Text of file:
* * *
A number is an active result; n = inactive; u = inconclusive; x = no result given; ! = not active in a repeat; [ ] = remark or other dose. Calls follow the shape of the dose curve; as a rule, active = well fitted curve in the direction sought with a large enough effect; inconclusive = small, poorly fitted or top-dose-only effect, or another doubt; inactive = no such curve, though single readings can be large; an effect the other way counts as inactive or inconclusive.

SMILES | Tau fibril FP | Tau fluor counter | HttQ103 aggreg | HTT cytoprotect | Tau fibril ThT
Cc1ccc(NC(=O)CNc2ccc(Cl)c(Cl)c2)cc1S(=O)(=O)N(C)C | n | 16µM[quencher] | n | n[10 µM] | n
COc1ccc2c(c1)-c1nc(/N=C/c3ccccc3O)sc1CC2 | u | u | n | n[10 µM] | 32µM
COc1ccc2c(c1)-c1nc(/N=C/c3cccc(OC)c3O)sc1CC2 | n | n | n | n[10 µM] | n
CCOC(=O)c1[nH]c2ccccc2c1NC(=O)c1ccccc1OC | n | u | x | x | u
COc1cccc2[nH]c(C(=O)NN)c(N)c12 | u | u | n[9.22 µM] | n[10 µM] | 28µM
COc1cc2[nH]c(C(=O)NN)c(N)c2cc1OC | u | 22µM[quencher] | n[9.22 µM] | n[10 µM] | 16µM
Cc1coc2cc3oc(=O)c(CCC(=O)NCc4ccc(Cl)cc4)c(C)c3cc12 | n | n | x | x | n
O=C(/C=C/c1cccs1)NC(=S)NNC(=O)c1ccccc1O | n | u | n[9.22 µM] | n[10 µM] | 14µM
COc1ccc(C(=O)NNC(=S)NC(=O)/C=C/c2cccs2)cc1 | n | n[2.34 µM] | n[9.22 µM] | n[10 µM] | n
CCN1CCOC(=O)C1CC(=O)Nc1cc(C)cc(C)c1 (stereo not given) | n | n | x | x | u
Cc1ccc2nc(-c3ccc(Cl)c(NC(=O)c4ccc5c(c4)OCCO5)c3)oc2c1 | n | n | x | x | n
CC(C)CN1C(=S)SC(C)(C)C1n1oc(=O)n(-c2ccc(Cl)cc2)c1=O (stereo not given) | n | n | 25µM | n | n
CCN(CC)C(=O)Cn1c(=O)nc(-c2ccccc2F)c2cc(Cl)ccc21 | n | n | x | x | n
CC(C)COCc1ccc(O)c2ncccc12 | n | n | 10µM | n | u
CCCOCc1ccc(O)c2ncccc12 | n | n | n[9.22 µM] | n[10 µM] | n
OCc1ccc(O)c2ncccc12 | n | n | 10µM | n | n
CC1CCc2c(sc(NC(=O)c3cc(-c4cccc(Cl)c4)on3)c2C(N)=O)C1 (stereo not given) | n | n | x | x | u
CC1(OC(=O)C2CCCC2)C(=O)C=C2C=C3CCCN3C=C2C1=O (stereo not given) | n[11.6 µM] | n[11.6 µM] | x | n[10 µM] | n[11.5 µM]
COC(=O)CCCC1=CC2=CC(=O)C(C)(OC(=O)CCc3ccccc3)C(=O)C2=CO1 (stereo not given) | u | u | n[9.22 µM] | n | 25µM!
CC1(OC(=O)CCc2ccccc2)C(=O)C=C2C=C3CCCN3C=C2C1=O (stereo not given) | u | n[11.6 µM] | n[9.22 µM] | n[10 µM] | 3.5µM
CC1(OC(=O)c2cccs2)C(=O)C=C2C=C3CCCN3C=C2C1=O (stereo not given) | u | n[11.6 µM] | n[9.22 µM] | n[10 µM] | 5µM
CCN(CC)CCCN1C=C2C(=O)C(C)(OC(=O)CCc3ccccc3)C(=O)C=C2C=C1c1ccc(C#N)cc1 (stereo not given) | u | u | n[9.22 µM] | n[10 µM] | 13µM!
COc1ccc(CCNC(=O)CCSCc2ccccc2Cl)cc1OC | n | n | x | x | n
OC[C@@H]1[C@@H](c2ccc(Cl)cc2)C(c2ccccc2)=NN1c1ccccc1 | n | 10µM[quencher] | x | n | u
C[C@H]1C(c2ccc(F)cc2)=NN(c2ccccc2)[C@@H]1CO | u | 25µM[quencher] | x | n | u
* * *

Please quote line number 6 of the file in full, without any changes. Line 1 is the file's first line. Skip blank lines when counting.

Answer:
CCOC(=O)c1[nH]c2ccccc2c1NC(=O)c1ccccc1OC | n | u | x | x | u